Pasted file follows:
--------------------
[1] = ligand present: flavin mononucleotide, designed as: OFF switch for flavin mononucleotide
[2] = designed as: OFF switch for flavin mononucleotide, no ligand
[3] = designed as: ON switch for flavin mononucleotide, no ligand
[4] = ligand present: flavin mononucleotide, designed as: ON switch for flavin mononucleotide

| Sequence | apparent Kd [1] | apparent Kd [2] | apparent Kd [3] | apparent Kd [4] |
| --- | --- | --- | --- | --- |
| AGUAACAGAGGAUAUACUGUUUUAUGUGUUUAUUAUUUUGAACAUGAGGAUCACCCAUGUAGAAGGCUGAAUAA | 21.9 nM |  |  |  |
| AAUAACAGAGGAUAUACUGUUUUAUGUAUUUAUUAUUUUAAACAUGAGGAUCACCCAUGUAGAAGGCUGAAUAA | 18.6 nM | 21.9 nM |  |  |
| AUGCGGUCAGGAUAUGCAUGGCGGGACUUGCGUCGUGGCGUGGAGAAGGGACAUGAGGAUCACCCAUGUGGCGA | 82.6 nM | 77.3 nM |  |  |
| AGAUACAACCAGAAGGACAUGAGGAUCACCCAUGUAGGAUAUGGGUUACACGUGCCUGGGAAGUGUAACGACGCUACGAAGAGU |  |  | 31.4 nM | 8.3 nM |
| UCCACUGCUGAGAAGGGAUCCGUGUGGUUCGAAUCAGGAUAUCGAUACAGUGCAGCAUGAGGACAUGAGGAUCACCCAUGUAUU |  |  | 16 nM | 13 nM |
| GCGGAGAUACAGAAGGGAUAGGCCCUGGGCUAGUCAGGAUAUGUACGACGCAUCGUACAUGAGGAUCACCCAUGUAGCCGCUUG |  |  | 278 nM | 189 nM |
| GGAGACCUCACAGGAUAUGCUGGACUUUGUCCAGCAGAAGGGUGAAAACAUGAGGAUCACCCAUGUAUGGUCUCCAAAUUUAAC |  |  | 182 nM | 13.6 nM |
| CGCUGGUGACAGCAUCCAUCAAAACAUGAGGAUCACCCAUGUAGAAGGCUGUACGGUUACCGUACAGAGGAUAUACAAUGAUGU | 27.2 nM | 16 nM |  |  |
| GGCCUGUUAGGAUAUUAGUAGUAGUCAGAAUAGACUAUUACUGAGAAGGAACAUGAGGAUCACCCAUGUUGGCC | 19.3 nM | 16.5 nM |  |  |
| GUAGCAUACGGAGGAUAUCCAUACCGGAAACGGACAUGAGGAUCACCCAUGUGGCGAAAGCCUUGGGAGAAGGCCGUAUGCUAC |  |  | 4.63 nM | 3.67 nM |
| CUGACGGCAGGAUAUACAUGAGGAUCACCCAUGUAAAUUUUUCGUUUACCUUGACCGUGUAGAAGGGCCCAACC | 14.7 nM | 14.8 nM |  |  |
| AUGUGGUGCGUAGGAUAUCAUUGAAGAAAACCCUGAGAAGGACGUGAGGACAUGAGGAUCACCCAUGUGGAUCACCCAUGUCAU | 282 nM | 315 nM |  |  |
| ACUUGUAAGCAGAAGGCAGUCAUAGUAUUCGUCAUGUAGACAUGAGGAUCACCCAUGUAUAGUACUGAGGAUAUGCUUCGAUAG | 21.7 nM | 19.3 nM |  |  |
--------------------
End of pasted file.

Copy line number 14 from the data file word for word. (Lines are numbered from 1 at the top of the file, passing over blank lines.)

| CGCUGGUGACAGCAUCCAUCAAAACAUGAGGAUCACCCAUGUAGAAGGCUGUACGGUUACCGUACAGAGGAUAUACAAUGAUGU | 27.2 nM | 16 nM |  |  |